Drug Court helps ex-addict beat demons
August 5, 2008
Todd Noonan was freshly groomed and wore a suit as he spoke to an El Dorado County Superior Court judge last week.
Noonan talked about a man who no longer existed, a person who had vanished in one final puff of smoke.
The man, Noonan recalled, wouldn’t go anywhere without his methamphetamine pipe.
He would set off to the store and not return to his family for days.
He would blister his hands on the incessant heat of his glass pipe – the addiction consuming his waking moments.
But then, a long, exhausting catharsis – amid doubters.
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“All of us, except for maybe his attorney, thought he’s not going to make it,” Judge Jerald Lasarow said of the man.
But he did make it.
Noonan was speaking about himself, or rather, the man he was before he graduated from the county’s Adult Felony Drug Court on Friday. Noonan was the first to complete the program.
The court, a partnership between several agencies in El Dorado County funded by a California grant, provides treatment to people who struggle with substance abuse and have committed nonviolent felonies, especially pregnant women and parenting adults.
“For many participants, this program is their last hope,” Shirley White, supervising health-education coordinator with the El Dorado County Public Health Department, said in a statement. “This program requires accountability and hard work, but it also has a strong support and guidance component. We are very hopeful that it will make a real difference for these families and for our community.”
Drug Court participants are required to attend two group counseling sessions and three 12-step program meetings a week. They’re also required to participate in individualized treatment – such as anger management, mental health, job training or parenting classes – depending on their needs, said Drug Court coordinator Tiffany Ellis.
According to court documents, Noonan pleaded no contest to a single count of burglary in December 2005 and was sentenced to three years’ probation in January 2006.
He violated probation three times for possessing a methamphetamine pipe, testing positive for meth and failing to show up to an appointment with probation officers, the documents indicated.
Noonan, who used drugs for 27 years, was accepted into drug court after the third violation, and court records show nothing but positive progress since.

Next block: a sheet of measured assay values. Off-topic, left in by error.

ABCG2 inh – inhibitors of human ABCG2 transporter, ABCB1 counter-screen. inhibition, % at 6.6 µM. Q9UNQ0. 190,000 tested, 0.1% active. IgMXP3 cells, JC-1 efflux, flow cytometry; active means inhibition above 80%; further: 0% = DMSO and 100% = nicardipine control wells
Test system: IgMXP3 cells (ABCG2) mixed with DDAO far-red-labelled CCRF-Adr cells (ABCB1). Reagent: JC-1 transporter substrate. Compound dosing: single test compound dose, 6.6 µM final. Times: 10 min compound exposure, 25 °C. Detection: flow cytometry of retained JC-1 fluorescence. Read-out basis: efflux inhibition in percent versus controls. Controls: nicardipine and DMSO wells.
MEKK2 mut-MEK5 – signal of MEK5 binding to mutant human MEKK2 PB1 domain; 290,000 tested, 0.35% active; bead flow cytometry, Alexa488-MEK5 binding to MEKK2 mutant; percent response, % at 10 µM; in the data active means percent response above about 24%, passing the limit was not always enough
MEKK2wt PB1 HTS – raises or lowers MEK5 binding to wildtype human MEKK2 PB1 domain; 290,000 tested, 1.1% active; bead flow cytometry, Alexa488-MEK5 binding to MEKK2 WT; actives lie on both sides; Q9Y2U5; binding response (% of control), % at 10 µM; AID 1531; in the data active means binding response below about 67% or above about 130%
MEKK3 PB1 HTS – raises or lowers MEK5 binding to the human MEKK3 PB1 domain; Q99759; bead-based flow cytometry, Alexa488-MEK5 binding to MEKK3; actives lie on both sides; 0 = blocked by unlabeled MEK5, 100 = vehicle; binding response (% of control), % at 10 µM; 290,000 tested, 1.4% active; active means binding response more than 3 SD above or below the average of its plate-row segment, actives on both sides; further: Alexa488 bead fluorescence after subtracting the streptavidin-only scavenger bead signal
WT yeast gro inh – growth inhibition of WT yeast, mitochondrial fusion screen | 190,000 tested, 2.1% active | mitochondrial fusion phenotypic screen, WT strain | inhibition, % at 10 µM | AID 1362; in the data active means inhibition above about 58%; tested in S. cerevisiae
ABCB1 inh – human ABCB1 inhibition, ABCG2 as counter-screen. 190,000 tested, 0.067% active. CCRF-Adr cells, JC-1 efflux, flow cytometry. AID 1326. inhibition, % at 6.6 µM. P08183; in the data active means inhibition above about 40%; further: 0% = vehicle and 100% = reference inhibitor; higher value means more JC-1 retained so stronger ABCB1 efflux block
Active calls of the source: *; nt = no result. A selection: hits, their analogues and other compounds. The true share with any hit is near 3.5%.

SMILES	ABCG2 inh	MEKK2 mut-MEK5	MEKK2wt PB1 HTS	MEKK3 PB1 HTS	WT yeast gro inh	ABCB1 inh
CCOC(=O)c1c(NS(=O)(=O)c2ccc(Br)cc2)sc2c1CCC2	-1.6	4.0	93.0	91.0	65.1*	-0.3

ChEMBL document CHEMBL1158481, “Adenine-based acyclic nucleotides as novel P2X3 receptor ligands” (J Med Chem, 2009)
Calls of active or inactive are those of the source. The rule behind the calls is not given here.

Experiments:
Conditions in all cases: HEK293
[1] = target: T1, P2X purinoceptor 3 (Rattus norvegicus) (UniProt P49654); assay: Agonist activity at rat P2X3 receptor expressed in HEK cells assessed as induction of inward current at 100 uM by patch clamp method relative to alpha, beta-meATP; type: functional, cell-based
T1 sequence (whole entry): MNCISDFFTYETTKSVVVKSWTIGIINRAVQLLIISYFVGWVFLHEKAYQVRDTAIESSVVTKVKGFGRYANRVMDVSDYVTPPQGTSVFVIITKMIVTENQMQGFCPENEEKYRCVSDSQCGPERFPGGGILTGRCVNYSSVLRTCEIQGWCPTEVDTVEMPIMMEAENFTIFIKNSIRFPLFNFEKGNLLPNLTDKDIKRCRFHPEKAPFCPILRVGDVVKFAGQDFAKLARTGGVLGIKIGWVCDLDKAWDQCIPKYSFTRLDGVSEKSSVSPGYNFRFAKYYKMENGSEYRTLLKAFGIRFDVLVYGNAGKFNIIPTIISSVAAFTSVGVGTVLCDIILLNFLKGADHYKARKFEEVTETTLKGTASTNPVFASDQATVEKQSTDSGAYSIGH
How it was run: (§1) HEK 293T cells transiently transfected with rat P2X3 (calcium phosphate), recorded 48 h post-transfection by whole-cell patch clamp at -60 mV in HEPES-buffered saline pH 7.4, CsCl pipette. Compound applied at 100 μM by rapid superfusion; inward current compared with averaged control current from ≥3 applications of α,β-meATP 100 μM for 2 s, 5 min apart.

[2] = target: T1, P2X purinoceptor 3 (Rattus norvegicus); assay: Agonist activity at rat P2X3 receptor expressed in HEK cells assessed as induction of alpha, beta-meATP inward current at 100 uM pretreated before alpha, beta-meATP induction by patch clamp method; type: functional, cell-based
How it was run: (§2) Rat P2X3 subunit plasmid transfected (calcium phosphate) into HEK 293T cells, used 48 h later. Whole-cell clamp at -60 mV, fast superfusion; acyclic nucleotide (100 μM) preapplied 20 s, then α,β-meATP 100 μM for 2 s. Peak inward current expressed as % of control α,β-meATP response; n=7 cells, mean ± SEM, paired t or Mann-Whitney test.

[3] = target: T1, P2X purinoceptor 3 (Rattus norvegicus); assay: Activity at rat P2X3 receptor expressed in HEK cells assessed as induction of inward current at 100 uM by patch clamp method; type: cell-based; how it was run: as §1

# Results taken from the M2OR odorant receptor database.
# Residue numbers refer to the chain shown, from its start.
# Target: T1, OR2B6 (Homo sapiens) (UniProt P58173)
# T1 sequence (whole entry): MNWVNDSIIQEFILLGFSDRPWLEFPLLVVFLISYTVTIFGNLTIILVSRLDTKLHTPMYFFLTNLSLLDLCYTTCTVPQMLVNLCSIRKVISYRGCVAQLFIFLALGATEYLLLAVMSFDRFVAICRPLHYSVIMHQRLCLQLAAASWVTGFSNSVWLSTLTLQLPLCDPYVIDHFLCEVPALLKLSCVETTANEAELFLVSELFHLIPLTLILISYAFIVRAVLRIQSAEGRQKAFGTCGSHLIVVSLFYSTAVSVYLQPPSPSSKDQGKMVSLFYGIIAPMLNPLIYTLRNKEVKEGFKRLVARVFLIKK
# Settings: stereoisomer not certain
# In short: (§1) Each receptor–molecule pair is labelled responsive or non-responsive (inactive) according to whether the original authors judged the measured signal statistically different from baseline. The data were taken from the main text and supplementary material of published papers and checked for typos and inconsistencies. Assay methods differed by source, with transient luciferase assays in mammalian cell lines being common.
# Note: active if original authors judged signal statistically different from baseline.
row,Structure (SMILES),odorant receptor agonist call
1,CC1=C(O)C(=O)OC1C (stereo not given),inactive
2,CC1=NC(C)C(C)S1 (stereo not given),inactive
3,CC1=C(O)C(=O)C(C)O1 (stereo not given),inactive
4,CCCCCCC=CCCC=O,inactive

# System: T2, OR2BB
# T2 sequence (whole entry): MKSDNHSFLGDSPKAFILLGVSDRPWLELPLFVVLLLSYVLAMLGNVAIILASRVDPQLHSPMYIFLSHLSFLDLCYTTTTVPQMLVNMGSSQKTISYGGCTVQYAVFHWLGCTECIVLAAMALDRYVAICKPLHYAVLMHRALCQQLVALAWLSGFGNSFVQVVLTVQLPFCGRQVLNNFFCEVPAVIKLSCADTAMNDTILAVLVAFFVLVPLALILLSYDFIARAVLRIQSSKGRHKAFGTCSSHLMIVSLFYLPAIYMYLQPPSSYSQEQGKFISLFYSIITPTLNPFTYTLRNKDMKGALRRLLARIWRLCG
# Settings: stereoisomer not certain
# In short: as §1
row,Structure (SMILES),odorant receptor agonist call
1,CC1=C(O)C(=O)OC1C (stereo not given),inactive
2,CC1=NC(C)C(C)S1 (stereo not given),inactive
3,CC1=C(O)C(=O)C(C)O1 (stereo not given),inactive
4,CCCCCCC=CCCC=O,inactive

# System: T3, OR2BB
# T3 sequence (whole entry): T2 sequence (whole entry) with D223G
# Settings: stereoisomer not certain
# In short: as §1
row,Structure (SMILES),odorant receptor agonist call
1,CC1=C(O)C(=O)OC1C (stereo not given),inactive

Going through the program was difficult and sometimes painful, Noonan said at his graduation, but completing the court’s requirements has been worth it.
The program is modeled after similar drug courts being created throughout California. Studies indicate a significant cost-benefit savings to counties that implement the programs.
“When someone is struggling with the disease of addiction, it is much less expensive to provide treatment services than to put them in prison,” White said in the statement. “Recidivism rates are much lower for those that successfully graduate from drug court programs. The key is providing the appropriate level of treatment necessary to help clients make needed changes and actively monitoring each case.”
Lasarow raised the specter of relapse while congratulating Noonan on Friday, saying “you’re kind of alone” after graduation but assured Noonan the people involved with Drug Court still are there to help.
Among their graduation requirements, Drug Court participants must have a support system of people to contact in case they feel headed for a relapse, Ellis said.
Today, Noonan holds down two jobs and has found new peace inside his home with his wife, son and daughter.
He has been clean for nearly a year.
On Friday, Noonan thanked Jesus Christ, Lasarow, Ellis and El Dorado County for his success.
“Addicts are people, too – we just need help,” Noonan said.
Six people currently are participating in Lake Tahoe’s Adult Felony Drug Court program, and up to 20 people are expected to participate by the end of the year.